Zach: Mine was just almost like being smothered by a really … Just lack of movement, I guess. Lack of motivation, lack of really wanting to do anything. Just stereotypical, I don’t want to get off the couch because the couch is nice and easy. And that was also a weird thing. Once I started recognizing these signs in me, I was like, oh, I really don’t want to do anything.
  Even my desk over there is dirty. I don’t even want to clean it, and that will take 30 seconds. It’s just like, ugh. Everything’s too hard, pointless. And that was my experience with depression.
Sherry: And that was happening as you’re starting a company. So you’re almost a year into your most recent venture, During. And how did the timing line up with you beginning this venture and you getting really depressed?
Zach: It was a couple different things. One, I think in hindsight, my depression has really been with me for 10, 15 years, at least in some variety. So part of it wasn’t really new. The extreme part that I’d been experiencing the last year or two in particular was a little bit more new, but I think there’s a number of things that hit me all at the same time. Once I started recognizing that I am depressed … And at the time … It was before I’d really started moving towards founding a company, type of deal. I was still searching, and I think that’s part of the problem that I was experiencing, ’cause I didn’t have a huge focus and I think that exacerbated the cycle, and I was like, What am I going to focus on? What am I doing? What am I trying to do with my life?
  And once I started seeking help for my depression, it became a lot easier for me to start focusing on, oh, I want to work on this idea for this company. And as I got better, I got to do more work on the company. It was a reverse cycle, if you will, where I got more motivation as I got healthier and stuff like that.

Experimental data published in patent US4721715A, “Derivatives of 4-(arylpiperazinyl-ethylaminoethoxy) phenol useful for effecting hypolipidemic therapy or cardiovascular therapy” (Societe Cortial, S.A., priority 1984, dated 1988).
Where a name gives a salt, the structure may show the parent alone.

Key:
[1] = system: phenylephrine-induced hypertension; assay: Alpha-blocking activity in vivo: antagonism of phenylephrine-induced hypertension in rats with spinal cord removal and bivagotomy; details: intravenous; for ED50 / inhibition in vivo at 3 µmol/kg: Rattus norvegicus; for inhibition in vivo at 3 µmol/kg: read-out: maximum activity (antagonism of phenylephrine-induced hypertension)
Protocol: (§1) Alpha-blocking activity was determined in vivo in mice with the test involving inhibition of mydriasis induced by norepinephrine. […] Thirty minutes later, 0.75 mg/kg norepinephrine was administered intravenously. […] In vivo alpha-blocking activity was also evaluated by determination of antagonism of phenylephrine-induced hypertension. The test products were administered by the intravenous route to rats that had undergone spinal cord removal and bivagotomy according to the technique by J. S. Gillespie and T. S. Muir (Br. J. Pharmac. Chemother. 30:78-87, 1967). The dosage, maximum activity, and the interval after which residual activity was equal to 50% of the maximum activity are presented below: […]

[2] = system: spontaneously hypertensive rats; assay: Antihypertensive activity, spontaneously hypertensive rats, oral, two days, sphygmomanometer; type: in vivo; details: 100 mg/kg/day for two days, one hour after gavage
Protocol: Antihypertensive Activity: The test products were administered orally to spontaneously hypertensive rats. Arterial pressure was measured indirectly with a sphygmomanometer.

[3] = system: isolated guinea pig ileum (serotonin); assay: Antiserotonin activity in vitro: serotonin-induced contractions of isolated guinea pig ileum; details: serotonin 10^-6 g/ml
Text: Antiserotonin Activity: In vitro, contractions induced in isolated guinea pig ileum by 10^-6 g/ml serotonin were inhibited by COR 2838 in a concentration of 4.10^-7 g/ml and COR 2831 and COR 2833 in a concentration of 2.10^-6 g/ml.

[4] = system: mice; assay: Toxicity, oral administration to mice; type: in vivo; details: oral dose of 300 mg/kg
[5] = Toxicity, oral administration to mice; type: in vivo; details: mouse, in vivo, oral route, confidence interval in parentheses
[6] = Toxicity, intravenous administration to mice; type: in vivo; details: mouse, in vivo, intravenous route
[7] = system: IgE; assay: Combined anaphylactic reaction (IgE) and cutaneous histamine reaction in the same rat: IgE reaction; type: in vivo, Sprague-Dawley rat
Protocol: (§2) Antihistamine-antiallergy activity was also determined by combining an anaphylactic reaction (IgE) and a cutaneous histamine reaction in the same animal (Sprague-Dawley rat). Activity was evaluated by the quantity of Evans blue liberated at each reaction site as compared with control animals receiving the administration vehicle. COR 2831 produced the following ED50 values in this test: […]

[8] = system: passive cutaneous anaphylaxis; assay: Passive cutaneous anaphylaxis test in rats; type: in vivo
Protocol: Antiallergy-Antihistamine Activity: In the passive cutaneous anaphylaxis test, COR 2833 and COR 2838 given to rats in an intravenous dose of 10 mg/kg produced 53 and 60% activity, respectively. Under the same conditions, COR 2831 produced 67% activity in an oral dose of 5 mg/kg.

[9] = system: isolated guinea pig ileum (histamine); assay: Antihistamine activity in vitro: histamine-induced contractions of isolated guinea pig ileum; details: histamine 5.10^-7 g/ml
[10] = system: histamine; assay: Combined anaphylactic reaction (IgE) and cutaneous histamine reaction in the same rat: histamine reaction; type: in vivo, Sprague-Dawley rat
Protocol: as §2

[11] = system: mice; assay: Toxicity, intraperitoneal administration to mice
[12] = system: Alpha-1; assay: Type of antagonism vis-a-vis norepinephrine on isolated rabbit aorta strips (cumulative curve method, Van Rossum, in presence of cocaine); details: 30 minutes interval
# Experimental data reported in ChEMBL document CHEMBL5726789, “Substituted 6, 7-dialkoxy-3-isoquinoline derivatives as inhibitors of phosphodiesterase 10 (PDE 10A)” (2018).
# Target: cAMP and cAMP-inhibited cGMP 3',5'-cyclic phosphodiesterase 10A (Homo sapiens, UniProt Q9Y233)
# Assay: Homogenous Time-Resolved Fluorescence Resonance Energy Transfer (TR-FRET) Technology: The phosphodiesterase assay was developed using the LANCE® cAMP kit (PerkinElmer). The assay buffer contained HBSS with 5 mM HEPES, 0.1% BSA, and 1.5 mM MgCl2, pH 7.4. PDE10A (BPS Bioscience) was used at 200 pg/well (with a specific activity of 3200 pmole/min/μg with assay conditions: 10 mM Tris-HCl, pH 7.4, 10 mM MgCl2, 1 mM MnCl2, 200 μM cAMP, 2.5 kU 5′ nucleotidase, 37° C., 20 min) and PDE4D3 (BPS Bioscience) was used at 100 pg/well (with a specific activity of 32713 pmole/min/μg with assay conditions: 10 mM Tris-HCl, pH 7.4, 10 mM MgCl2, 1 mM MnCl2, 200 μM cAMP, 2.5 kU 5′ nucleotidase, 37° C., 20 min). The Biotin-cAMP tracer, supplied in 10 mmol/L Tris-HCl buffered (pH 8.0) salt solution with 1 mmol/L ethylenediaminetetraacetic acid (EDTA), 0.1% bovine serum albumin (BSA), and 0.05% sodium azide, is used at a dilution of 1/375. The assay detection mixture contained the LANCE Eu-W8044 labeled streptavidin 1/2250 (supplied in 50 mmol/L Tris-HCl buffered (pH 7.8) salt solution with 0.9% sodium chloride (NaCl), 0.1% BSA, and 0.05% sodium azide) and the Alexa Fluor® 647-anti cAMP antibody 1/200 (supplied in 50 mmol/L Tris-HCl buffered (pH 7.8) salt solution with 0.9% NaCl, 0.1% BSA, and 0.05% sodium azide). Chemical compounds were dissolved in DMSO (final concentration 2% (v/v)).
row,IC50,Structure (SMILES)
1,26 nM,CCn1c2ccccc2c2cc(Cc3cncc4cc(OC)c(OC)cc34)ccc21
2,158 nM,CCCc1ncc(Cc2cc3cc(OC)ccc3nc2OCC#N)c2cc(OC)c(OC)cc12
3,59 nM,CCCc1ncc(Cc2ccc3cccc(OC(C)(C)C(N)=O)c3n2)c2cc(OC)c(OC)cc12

So I think there’s definitely a closer relationship between … At least for me, depression and being in a role of founder and stuff like that, which is interesting. I’m still trying to unpack that a little bit, too.
Sherry: Yeah, I think it’s a relationship that exists. The exact nature of it, we’re not sure about, but I was actually talking to Rand Fishkin yesterday about his experience founding Moz and the extent to which, at least for him, the depression went hand in hand with some of the cycles in the life of an entrepreneur.
Zach: Yeah, it’s the whole … It’s a cliché for a good reason. High highs, low lows. And yeah, it’s easy to forget, especially in the beginning, a lot of the lows are really crappy starting out. Yeah, it’s just a weird circumstance, regardless of if you face a traditional diagnosis of depression or anything. It’s just a hard thing to do for anybody.
Sherry: And I think there are … We know that there are different causes of depression. Some people have a very biochemical depression and it’s cyclical, and it happens in a predictable way. Other people have an existential angst or depression that might be at least triggered by things in the environment. And it sounds a little bit like that’s some of what happened for you in the sense that your listlessness after leaving GitHub and leaving the other things that you’ve done, and the “what’s next?” question was a pretty painful one for you, a pretty hard one.
Zach: Yeah. I think it’s definitely, at least for me, both sides of those two, ’cause as I’ve been on the other side of things now, recognizing that I think there was probably some sort of chemical reaction in my brain, where I felt lower than I should have been. And medication can help with that, therapy, re-analyzing how I view different things that happened in my life. All of that can raise my baseline, which is quite a bit better.
  But on top of that, there’s always lots of big things that can trigger things as well. A lot of this started with when I left GitHub. I got fired from GitHub, so coming to terms with that over the next couple years, and … I heard one guy call it, being in the wilderness for a while, trying to sort out, what do I want to do and all that sort of stuff. It’s a precarious position to be in, ’cause you can go either way, where you can say, “Oh yeah, everything is great. I’m going to attack the world” and for me, it was a couple of weeks of that, and then it just slid into, well, whatever. Well, what’s the point? And stuff like that.
  So yeah, it’s hard. And I think … I’ve been talking to a lot of people about all these sorts of things, all over the spectrum, and really I think the answer is, it depends. It depends on your own circumstances and how your brain works and what experiences you’re facing every day, and it just depends on a person-by-person basis of how they react to things differently, and that can change over time. It’s some complicated stuff.